I'm not quite as far along with all that as I would like, though I will complete a bit more organizing this evening. I am satisfied with what I have completed. I had planned to spend more of the day on this project, but having a tractor "stuck" in the driveway necessitated other work. Tractor Guy had tried to start clearing the drive after our 8-10" of blowing snow the other day, but the under layer of ice had other ideas. Not only did little get cleared, the tractor did not have enough traction to get back up the slight incline. Getting some of the snow cleared from "the hill" and the below freezing temperatures, TG though, might help the old Fergie to at least get back to her resting spot... so I spent the day's energy attacking with a shovel. It worked, the tractor is back up but once again, no clearing happened. AND we are expecting 3-5 more inches of snow tonight! So, all things considered, the domestic order that has been obtained thus far will have to do as a calendar-turning base line this time around, along with thankfulness for electricity (most of the time) and alternatives when it fails (kero lights and a space heater, propane heaters and range) and a roof that does not leak, along with walls that are beginning to leak less wind.

While I don't count the new year as beginning until spring equinox, I recognize that the period from Yule until our calendar change is highly charged with energy from the masses who hold the winter new year dear. And that energy is available to those who wish to "amp up" their efforts to grow and change.

garage and house shadows near dawn
While I do not do resolutions, I have begun, with this dark moon, to work with a local group and the Perennial Course in Living Druidry as well as working with my friend's book, Writing with the Stars. The Druid project has us paying especial attention to the natural world and as a result, I noticed the shadows (left) out my window this morning. The small bit of sunlight between the house shadow and the garage shadow was
Arrangement of house and garage
something I had not seen before. You see, the arrangement of the two buildings is such that, when the sun rises as far south-east as it is presently, would be the only time this would be possible, as the way the buildings are located, most of the time the early morning shadows fall much farther west. You can be sure I will be watching at sunrise for the next few weeks, and again before the equinox come December 2017.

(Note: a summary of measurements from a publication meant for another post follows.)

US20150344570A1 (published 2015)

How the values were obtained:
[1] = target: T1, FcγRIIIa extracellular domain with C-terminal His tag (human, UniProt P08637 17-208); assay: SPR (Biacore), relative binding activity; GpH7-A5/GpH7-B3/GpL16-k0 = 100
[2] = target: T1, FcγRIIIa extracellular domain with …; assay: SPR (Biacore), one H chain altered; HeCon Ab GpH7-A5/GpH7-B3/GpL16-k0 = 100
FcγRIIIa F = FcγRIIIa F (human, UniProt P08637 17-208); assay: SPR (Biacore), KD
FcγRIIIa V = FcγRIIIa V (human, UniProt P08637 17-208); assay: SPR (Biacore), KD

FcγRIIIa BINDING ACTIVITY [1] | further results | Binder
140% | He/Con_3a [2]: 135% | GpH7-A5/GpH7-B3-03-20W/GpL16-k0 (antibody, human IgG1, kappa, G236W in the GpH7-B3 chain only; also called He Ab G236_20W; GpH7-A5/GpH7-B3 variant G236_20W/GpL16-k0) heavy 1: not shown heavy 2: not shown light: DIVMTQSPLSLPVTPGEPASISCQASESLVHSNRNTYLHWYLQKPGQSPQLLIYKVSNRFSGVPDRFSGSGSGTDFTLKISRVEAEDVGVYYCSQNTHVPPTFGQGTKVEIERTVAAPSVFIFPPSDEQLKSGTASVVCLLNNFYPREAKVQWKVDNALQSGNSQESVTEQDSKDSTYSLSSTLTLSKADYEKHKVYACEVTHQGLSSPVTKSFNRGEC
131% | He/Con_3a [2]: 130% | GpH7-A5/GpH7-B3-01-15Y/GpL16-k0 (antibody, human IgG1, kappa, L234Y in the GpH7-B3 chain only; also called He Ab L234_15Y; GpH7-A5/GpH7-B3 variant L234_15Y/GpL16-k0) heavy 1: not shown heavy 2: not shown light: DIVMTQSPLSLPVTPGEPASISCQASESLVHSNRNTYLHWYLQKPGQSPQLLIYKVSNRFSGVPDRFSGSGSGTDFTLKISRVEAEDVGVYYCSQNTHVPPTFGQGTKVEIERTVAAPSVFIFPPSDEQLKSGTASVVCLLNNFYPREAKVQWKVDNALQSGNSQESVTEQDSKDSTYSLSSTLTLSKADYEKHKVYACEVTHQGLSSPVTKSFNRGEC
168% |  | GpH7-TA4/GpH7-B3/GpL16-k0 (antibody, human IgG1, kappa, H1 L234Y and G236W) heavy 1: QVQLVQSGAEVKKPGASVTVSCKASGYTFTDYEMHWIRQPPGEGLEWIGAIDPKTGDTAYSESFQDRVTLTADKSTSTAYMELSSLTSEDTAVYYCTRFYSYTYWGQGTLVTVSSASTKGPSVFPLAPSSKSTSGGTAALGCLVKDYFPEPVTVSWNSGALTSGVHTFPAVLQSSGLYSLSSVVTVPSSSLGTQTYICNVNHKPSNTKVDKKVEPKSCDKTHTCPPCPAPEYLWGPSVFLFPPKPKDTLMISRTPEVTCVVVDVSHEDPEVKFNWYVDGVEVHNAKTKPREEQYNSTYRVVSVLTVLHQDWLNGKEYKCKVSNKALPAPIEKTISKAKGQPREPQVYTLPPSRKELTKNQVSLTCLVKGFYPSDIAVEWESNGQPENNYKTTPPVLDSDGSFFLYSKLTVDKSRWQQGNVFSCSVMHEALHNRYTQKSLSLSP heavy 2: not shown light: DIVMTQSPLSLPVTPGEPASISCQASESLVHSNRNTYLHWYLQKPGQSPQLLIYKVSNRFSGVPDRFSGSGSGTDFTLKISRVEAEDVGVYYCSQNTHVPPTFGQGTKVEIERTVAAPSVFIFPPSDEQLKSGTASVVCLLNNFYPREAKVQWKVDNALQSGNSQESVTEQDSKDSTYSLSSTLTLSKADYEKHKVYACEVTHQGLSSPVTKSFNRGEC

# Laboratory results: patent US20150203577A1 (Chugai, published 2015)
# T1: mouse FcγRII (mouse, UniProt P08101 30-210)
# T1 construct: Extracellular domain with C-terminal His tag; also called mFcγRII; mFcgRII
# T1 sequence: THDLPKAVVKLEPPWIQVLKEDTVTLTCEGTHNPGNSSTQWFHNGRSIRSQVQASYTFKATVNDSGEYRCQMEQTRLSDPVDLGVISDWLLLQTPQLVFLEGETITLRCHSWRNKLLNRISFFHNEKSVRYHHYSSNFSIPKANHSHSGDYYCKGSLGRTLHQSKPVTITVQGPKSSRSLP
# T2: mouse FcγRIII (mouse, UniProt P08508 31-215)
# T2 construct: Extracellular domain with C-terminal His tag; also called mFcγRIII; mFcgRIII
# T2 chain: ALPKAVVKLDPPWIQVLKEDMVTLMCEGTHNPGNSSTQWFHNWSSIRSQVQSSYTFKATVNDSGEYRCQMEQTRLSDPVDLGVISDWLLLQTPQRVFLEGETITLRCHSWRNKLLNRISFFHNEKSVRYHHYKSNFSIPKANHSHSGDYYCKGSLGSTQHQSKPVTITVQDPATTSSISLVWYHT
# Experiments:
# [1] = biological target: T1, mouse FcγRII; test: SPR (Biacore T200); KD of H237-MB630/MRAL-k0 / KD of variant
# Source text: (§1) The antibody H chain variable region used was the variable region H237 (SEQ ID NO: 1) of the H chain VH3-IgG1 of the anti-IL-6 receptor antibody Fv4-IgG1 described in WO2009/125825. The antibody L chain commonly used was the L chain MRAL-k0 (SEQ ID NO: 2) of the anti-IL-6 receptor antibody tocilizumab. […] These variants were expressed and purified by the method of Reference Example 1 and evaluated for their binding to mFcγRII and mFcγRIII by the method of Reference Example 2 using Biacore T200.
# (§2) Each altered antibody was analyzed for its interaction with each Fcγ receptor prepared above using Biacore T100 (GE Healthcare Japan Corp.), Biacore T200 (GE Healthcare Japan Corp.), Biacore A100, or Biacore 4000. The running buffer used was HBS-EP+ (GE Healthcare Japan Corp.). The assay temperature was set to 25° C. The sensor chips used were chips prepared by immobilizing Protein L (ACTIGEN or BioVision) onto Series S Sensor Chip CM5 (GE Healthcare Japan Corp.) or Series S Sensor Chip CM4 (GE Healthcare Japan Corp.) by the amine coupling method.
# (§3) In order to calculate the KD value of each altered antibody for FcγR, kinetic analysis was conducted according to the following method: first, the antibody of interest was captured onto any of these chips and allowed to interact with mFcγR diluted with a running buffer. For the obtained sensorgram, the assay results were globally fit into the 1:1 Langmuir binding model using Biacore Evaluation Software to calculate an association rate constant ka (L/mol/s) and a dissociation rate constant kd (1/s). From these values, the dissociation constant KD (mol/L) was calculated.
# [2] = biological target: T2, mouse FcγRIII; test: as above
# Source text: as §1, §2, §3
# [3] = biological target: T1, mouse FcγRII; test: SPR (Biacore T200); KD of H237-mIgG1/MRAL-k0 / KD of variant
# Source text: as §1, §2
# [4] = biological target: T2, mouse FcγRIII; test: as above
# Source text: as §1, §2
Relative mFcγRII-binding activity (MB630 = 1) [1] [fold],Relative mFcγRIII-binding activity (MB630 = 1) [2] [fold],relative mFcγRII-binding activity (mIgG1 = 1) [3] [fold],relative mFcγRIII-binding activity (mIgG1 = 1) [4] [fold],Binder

Wednesday, December 28, 2016

Hygge - we don't have to name it to have it

The world has been shrinking for a long time. Beloved customs and traditions of a culture have been shared, adopted, adapted, modified and even corrupted as they move around the globe. I have been thinking about this today, in regard to hygge.

Hygge (koselig, mysigt in Norwegian and Swedish) is a thing in the Scandinavian countries. And it is, so it seems, becoming a thing elsewhere in the world as well. There have been articles about it in the NY Times as well as a spate of books published recently. And from my recent perusal, it seems that this (to me) most natural of things, when coming to the USA, is taking on a distinctly capitalist slant, much the way the "simple living" movement did in its day.

 Hygge, if you have not yet encountered the term, was described in a comment in a friend's blog:
It’s all about creating a warm, welcoming atmosphere in your own space and/or a good and positive atmosphere with the people you are with and the presence of mind to take notice of the things and people around you. It’s about creating a space where you are comfortable and safe, with things and happenings you find beautiful, joyful and enjoyable. 
 To me, nothing there says "Go! Spend money! Shop!" although I supposed, given the commerce-o-centric mindset of many of my contemporaries, that might be a common take away.

I was thinking about this today as I drove through a light snowfall on my errands: taking trash and recycles for disposal, visiting a friend, hauling hay. Trash and recycles are a monthly
Artie, the old farm
truck with 4 studded
snow tires, considers
the driveway.
thing, just prior to the dark (new) moon and disposing of them allows space for abundance to flow into my life, and this was the last day of the moon cycle to accomplish this task. My old farm truck did its job and I was safe on the road, warmed by his heater and happily carried out my ritual, visit and returned with hay for the goats, in advance of what may be a week to 10 days of actual winter weather here in the Northlands. I would hazard a guess that I was not only feeling hygge, but my trip was building more for the future. And yes, there was money involved (you don't get good hay for a smile and a promise of future milk), but not in the sense that many of those who are working to monetize the concept would have us believe is necessary.